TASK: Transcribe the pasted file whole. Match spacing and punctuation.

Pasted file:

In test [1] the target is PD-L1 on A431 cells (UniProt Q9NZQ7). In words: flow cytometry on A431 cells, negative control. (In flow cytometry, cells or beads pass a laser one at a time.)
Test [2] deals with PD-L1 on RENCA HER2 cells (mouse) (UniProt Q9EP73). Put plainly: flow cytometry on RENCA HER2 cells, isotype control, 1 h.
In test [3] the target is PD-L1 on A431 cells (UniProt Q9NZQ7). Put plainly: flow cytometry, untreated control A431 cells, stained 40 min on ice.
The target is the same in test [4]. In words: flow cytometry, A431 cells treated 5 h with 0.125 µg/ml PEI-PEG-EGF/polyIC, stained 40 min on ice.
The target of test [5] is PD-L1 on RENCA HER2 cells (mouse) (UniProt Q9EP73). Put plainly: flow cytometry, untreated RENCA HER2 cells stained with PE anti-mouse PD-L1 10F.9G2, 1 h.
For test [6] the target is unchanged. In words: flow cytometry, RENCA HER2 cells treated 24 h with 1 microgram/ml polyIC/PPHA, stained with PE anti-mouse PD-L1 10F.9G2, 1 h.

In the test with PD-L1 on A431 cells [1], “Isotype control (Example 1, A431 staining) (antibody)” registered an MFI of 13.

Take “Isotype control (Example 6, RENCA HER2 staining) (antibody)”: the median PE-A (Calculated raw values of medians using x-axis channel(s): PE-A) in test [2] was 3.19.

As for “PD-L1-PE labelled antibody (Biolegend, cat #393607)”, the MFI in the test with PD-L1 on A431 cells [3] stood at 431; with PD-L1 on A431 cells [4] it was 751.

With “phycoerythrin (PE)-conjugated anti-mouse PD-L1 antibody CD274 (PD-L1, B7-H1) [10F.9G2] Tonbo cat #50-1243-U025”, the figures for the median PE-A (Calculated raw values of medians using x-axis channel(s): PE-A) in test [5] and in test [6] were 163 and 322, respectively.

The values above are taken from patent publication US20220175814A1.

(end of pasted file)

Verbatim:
In test [1] the target is PD-L1 on A431 cells (UniProt Q9NZQ7). In words: flow cytometry on A431 cells, negative control. (In flow cytometry, cells or beads pass a laser one at a time.)
Test [2] deals with PD-L1 on RENCA HER2 cells (mouse) (UniProt Q9EP73). Put plainly: flow cytometry on RENCA HER2 cells, isotype control, 1 h.
In test [3] the target is PD-L1 on A431 cells (UniProt Q9NZQ7). Put plainly: flow cytometry, untreated control A431 cells, stained 40 min on ice.
The target is the same in test [4]. In words: flow cytometry, A431 cells treated 5 h with 0.125 µg/ml PEI-PEG-EGF/polyIC, stained 40 min on ice.
The target of test [5] is PD-L1 on RENCA HER2 cells (mouse) (UniProt Q9EP73). Put plainly: flow cytometry, untreated RENCA HER2 cells stained with PE anti-mouse PD-L1 10F.9G2, 1 h.
For test [6] the target is unchanged. In words: flow cytometry, RENCA HER2 cells treated 24 h with 1 microgram/ml polyIC/PPHA, stained with PE anti-mouse PD-L1 10F.9G2, 1 h.

In the test with PD-L1 on A431 cells [1], “Isotype control (Example 1, A431 staining) (antibody)” registered an MFI of 13.

Take “Isotype control (Example 6, RENCA HER2 staining) (antibody)”: the median PE-A (Calculated raw values of medians using x-axis channel(s): PE-A) in test [2] was 3.19.

As for “PD-L1-PE labelled antibody (Biolegend, cat #393607)”, the MFI in the test with PD-L1 on A431 cells [3] stood at 431; with PD-L1 on A431 cells [4] it was 751.

With “phycoerythrin (PE)-conjugated anti-mouse PD-L1 antibody CD274 (PD-L1, B7-H1) [10F.9G2] Tonbo cat #50-1243-U025”, the figures for the median PE-A (Calculated raw values of medians using x-axis channel(s): PE-A) in test [5] and in test [6] were 163 and 322, respectively.

The values above are taken from patent publication US20220175814A1.